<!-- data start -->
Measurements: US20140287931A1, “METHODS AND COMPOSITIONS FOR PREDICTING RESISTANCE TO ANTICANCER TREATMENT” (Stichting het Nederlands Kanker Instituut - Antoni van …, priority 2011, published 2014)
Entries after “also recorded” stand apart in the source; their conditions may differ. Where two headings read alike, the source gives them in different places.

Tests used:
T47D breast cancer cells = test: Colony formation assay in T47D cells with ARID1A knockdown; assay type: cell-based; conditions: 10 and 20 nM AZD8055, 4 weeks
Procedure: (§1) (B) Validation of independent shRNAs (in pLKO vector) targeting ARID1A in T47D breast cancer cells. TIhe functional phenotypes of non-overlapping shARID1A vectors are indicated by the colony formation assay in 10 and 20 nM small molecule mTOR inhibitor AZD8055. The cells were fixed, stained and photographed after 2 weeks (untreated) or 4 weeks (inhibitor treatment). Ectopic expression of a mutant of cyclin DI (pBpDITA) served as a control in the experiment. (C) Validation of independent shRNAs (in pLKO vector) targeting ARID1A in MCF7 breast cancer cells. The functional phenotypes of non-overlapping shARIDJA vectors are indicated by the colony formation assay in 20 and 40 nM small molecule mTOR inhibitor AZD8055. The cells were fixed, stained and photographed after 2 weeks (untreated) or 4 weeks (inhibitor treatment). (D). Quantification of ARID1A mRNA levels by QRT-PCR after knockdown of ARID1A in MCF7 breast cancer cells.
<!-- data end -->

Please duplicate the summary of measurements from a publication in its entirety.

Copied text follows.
Measurements: US20140287931A1, “METHODS AND COMPOSITIONS FOR PREDICTING RESISTANCE TO ANTICANCER TREATMENT” (Stichting het Nederlands Kanker Instituut - Antoni van …, priority 2011, published 2014)
Entries after “also recorded” stand apart in the source; their conditions may differ. Where two headings read alike, the source gives them in different places.

Tests used:
T47D breast cancer cells = test: Colony formation assay in T47D cells with ARID1A knockdown; assay type: cell-based; conditions: 10 and 20 nM AZD8055, 4 weeks
Procedure: (§1) (B) Validation of independent shRNAs (in pLKO vector) targeting ARID1A in T47D breast cancer cells. TIhe functional phenotypes of non-overlapping shARID1A vectors are indicated by the colony formation assay in 10 and 20 nM small molecule mTOR inhibitor AZD8055. The cells were fixed, stained and photographed after 2 weeks (untreated) or 4 weeks (inhibitor treatment). Ectopic expression of a mutant of cyclin DI (pBpDITA) served as a control in the experiment. (C) Validation of independent shRNAs (in pLKO vector) targeting ARID1A in MCF7 breast cancer cells. The functional phenotypes of non-overlapping shARIDJA vectors are indicated by the colony formation assay in 20 and 40 nM small molecule mTOR inhibitor AZD8055. The cells were fixed, stained and photographed after 2 weeks (untreated) or 4 weeks (inhibitor treatment). (D). Quantification of ARID1A mRNA levels by QRT-PCR after knockdown of ARID1A in MCF7 breast cancer cells.